Road-to-rig testing brings real-world emissions testing into a precision lab setting and is generally regarded as the future of vehicle development.
JOSH ISRAEL | HORIBA AUTOMOTIVE TEST SYSTEMS
In 1995, the Environmental Protection Agency (EPA) created Rover—a first-of-its-kind on-board mass emissions measurement system. In the 25 years since the creation of that first unit, the automotive testing world has been applying and refining on-board test equipment, ultimately known as Portable Emissions Measurement Systems (PEMS).
On-board, real-world emissions testing is best characterized by how it contrasts to traditional vehicle certification testing. Traditional laboratory test programs apply precision instrumentation and testing methods to measure highly variable exhaust emissions. Vehicle manufacturers and regulators run lab tests in climate-controlled facilities and apply loads to the vehicle via a full-vehicle chassis dynamometer that simulates driving. The traditional laboratory approach tests vehicle emissions with sophisticated and precision equipment and methods under a narrow set of possible operating conditions that may not be generally representative of real-world emissions.
As has been found in the past few decades, real vehicle emissions often depend upon operating conditions that may not be reproduced during traditional lab testing. The invention of PEMS systems and their application to real-world testing has been a significant mitigating factor in this regard. PEMS testing measures representative real-world emissions with accurate measurement equipment under actual real-world operating conditions.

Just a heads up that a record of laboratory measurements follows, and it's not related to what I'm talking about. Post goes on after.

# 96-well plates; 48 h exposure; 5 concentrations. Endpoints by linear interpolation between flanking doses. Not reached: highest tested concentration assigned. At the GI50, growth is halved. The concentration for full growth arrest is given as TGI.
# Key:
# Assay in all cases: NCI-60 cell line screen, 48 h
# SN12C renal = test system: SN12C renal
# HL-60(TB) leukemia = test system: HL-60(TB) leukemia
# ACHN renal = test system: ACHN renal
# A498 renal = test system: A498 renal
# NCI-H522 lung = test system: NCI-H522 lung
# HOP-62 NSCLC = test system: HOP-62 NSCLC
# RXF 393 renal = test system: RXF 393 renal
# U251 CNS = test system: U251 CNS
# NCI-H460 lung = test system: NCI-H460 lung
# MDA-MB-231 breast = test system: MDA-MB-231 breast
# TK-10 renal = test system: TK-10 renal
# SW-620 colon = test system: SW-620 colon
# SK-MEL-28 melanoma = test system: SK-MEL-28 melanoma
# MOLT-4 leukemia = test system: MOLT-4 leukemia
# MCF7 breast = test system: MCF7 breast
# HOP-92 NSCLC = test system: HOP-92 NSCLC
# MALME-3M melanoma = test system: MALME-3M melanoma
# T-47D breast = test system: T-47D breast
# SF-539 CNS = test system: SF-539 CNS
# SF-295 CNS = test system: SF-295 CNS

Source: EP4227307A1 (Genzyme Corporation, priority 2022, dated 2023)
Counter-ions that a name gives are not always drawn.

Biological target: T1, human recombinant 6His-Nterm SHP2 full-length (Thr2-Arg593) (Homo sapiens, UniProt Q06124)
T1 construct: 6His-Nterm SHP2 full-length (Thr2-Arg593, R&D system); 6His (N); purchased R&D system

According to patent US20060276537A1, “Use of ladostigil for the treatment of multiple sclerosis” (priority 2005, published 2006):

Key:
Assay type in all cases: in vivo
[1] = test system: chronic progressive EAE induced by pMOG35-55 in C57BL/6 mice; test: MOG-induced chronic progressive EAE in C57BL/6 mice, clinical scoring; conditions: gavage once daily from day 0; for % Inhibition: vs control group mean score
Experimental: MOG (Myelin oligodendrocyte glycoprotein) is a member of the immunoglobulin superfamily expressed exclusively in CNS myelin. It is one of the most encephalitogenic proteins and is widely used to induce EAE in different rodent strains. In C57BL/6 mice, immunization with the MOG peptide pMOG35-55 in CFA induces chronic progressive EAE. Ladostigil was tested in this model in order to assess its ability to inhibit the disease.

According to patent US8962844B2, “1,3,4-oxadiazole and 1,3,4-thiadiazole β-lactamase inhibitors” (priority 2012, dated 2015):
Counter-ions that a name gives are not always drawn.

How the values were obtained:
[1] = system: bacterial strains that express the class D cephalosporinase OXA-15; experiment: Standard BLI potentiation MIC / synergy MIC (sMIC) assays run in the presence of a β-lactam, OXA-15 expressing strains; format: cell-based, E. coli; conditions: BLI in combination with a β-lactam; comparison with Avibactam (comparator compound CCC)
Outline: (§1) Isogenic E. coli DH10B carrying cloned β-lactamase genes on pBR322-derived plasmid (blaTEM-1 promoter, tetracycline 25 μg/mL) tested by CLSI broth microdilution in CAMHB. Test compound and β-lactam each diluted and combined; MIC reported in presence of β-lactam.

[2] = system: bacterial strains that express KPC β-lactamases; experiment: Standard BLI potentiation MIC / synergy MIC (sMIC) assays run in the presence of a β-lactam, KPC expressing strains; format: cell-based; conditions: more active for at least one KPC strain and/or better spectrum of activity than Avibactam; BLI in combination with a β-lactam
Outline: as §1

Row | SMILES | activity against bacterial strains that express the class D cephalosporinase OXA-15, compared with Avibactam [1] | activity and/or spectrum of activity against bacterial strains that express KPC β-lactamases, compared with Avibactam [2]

PEMS have now become standard equipment for regulatory bodies. In 1999 the EPA and the heavy-duty engine industry entered into a consent decree with a total cost estimated at over $1 billion, including fines, on heavy-duty diesel engine manufacturers. This action paved the way for new regulations such as 40 CFR Part 1065 (June 2005) and led to the establishment of PEMS test protocols for the heavy-duty engine industry. In 2015, following the “dieselgate” emissions scandal, the EPA warned all OEMs that their light-duty vehicles would undergo PEMS testing during certification (without disclosing their specific test methods). Also, in the wake of the “dieselgate” findings, European regulatory bodies finalized EURO VI test standards within the WLTP On-Board Test procedures, requiring PEMS testing for all vehicles sold in Europe.